Those who like exploring transmitter sites on Google might like to look at the latest view of the KBS Kimje (Gimje) station. The Google satellite image has been updated in the past week or so: https://email@example.com,126.8647399,713m/data=!3m1!1e3
New features include the upgraded antenna group at the left, which is intended to cover Europe, the Mid. East, South Asia & Africa. Towards the centre are the new high band and low band arrays for the targets Japan/South America. These were completed in 2015 and 2017 respectively, when listeners were advised of degraded signals due to antenna work. ND antennas were then substituted for about 3 months each time. The North American antenna is on two towers at the right of the centre top of the image.
There is also a new L-shaped open feeder arrangement. Presumably this now enables a more flexible connection between the various transmitters and antennas, hence the recent restoration of 250 kW on some transmissions.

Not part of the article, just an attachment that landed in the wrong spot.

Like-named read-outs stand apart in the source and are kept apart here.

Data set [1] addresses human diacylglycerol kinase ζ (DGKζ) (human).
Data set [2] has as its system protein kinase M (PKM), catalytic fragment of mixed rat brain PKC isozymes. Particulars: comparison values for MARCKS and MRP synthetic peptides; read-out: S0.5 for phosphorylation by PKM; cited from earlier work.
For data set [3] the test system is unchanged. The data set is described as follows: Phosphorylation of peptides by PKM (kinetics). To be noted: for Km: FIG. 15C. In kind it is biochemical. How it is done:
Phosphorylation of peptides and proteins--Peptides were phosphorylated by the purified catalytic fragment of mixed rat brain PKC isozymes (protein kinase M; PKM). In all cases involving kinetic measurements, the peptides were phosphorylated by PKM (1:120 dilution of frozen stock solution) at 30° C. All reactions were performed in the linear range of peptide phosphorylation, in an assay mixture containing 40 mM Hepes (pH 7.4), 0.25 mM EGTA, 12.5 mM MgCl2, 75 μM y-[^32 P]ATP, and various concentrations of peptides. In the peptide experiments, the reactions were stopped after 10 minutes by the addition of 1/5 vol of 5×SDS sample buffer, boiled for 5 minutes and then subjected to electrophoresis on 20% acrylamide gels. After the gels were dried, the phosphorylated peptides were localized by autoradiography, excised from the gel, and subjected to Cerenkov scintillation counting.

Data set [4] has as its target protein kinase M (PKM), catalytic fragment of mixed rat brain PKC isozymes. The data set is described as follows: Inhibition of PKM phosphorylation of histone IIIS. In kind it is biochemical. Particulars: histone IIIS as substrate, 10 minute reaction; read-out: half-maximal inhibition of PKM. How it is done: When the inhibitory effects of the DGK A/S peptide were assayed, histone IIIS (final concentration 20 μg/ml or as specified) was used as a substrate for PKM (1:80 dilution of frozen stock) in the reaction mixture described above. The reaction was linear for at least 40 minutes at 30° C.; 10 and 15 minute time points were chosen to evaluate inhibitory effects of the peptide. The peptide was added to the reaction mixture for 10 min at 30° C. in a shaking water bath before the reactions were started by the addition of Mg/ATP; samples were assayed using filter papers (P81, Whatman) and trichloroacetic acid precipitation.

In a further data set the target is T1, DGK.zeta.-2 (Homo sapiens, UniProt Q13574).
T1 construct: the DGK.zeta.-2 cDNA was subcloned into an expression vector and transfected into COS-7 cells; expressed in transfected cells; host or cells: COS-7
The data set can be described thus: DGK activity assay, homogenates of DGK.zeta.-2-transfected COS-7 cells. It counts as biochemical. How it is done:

Switching to “Street View” gives a partial view around the site, but the last revision was in 2015. It’s possible to get close ups of the feeder lines, 2 small quadrant antennas, the two-stack quadrant on 4 tall masts, as well as the 4×4 curtain antenna for North America.
I am guessing that the North American array is multi-band. I remember 9, 11 and 15 MHz frequencies being registered on 40 degrees back in the late 1990s. But if this antenna is only single-band, it might explain why they remain only on 15 MHz. I can’t really tell from looking at the arrangement of dipoles.
The Kimje station is certainly run very efficiently. Never once in all my years of listening have I ever encountered missing transmissions, poor modulation, intermittent breaks, late starts, etc. If only the planners would get the frequencies right!
By the way, has anyone had any luck in getting QSLs from the English Service lately? Since the programme revision in Sept. 2017, I have been getting very little if any mail from them, in spite of sending in monthly e-mails and reports (I have been their tech. monitor since 1998).
73 (Alan Holder, Isle of Wight, UK, Aug 12, DX LISTENING DIGEST)